In Norse mythology, trolls hide in wait for their victims. On the online world today, they destroy lives and reputations without ever being seen.
Kashmir Hill of The New York Times wrote a piece about a software engineer in the UK who is being victimized by an internet troll – including false accusations about him being a pedophile, as well as being “a former janitor” masquerading as an IT consultant. Not content to destroy this man’s reputation and livelihood, the troll went on to do the same to the software engineer’s wife, brother-in-law, cousin and teenage nephew.
As she was writing the piece, Ms. Hill interviewed the person linked by metadata to these attacks. Soon, Ms. Hill herself and her husband were getting hit with lurid accusations on such select sites as Cheaterbot and BadGirlReports. One of the sites that carried the reputational attacks on the software engineer was Ripoff Report. Hill writes:
Ripoff Report, like the others, notes on its site that, thanks to Section 230 of the federal Communications Decency Act, it isn’t responsible for what its users post.
“If someone posts false information about you on the Ripoff Report, the CDA prohibits you from holding us liable for the statements which others have written. You can always sue the author if you want, but you can’t sue Ripoff Report just because we provide a forum for speech.”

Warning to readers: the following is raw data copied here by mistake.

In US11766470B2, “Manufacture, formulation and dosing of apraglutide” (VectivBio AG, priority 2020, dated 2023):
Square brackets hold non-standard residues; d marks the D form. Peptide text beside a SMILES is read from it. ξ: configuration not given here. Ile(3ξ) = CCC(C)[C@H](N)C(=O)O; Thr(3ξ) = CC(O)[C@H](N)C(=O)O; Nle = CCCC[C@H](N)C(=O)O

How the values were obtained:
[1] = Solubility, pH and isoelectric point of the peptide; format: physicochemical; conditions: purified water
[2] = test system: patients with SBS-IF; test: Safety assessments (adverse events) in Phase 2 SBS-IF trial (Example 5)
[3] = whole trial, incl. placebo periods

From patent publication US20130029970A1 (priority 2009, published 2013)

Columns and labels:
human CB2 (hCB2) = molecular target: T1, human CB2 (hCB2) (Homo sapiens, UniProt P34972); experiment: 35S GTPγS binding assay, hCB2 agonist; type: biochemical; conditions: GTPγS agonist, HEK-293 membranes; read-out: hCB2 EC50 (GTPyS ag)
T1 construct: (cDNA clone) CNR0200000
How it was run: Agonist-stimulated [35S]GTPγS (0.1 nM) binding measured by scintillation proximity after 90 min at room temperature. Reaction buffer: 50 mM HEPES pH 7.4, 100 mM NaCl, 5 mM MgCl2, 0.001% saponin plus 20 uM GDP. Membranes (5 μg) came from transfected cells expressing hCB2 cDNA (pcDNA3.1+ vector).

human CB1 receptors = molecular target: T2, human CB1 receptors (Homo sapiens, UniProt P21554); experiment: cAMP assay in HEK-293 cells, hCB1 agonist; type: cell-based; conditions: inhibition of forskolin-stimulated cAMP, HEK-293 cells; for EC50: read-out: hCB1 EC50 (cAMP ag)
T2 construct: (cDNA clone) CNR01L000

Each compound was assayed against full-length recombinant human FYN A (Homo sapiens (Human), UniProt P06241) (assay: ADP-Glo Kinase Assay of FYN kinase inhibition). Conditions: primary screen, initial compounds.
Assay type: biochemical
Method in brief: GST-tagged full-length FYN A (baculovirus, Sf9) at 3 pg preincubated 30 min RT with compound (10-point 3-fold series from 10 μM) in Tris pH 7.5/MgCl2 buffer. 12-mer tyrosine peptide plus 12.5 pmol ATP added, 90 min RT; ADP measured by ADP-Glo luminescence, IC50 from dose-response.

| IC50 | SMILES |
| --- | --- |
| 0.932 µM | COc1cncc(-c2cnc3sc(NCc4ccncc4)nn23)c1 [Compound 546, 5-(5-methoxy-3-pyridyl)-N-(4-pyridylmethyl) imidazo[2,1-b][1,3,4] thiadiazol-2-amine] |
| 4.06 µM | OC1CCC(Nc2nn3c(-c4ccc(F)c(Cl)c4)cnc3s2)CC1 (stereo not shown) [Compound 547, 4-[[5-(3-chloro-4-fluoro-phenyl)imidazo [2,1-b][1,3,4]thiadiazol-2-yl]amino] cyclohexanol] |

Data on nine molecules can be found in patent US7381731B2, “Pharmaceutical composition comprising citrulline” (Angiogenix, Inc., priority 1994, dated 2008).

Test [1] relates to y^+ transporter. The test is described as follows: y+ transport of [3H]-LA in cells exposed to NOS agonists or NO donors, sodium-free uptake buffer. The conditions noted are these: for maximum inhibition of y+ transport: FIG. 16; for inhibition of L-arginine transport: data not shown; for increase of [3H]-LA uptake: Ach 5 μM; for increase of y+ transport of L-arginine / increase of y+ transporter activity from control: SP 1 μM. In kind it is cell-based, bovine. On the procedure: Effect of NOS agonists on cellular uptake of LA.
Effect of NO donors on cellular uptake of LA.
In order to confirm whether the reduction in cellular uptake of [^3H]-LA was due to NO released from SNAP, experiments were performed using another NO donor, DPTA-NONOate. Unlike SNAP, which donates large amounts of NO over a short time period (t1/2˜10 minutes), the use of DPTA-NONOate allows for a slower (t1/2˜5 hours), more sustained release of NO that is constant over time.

With that impunity, Ripoff Report and its ilk are willing to host pure, uncensored vengeance.
Google has taken a stronger hand in deleting reputational attacks of a sexual nature. It has also downgraded Ripoff Reports. But the question of what to do about trolls remains.
Section 230 defends third-party posts, so it defends these kinds of ugly attacks. At the same time, without Section 230 the robust world of online speech we know today would be a ghostly realm of anodyne, curated and legal-reviewed speech.
Protect the 1st is in discussions with leading Members of Congress in a quest to see if it is possible to close loopholes that allow such obvious personal defamation without degrading freedom of speech. Can that needle be threaded?